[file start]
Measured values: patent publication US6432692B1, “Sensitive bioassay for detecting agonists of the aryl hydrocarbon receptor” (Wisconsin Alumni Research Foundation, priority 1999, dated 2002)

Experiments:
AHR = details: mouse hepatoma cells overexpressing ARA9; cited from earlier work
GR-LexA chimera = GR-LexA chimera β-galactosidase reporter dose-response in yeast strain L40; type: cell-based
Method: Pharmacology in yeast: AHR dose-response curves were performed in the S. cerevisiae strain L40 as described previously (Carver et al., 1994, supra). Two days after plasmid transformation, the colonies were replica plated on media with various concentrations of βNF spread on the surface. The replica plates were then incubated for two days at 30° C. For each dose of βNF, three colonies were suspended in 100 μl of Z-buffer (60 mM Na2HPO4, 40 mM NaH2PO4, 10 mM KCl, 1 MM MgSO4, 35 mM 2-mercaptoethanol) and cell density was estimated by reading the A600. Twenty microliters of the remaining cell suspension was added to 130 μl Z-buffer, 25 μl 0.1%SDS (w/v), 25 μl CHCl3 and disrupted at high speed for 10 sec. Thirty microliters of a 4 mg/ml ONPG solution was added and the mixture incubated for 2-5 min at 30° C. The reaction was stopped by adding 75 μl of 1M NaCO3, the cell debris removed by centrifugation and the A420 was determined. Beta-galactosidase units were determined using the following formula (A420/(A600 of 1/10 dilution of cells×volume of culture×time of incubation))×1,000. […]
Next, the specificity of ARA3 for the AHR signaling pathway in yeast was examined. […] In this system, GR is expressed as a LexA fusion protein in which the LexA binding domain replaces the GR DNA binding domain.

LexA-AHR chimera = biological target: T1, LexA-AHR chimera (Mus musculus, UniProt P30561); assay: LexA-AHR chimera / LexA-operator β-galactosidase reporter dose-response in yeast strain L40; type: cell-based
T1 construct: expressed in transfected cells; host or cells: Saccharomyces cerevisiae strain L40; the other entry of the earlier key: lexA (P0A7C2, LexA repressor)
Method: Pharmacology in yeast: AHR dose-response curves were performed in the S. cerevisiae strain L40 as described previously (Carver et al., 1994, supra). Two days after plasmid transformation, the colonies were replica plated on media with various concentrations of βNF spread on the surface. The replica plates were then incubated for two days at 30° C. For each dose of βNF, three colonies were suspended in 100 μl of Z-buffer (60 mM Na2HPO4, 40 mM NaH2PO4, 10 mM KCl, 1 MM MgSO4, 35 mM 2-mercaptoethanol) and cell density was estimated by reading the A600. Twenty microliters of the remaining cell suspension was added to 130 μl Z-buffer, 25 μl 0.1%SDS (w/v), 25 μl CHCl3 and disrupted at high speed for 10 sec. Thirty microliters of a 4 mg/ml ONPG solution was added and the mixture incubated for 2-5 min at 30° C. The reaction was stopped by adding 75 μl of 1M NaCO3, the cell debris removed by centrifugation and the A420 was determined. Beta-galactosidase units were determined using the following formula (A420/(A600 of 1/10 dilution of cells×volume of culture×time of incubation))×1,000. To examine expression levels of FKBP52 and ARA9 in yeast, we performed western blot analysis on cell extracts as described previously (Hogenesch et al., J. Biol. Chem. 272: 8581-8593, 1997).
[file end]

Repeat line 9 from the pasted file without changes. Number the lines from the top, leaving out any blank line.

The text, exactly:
Method: Pharmacology in yeast: AHR dose-response curves were performed in the S. cerevisiae strain L40 as described previously (Carver et al., 1994, supra). Two days after plasmid transformation, the colonies were replica plated on media with various concentrations of βNF spread on the surface. The replica plates were then incubated for two days at 30° C. For each dose of βNF, three colonies were suspended in 100 μl of Z-buffer (60 mM Na2HPO4, 40 mM NaH2PO4, 10 mM KCl, 1 MM MgSO4, 35 mM 2-mercaptoethanol) and cell density was estimated by reading the A600. Twenty microliters of the remaining cell suspension was added to 130 μl Z-buffer, 25 μl 0.1%SDS (w/v), 25 μl CHCl3 and disrupted at high speed for 10 sec. Thirty microliters of a 4 mg/ml ONPG solution was added and the mixture incubated for 2-5 min at 30° C. The reaction was stopped by adding 75 μl of 1M NaCO3, the cell debris removed by centrifugation and the A420 was determined. Beta-galactosidase units were determined using the following formula (A420/(A600 of 1/10 dilution of cells×volume of culture×time of incubation))×1,000. To examine expression levels of FKBP52 and ARA9 in yeast, we performed western blot analysis on cell extracts as described previously (Hogenesch et al., J. Biol. Chem. 272: 8581-8593, 1997).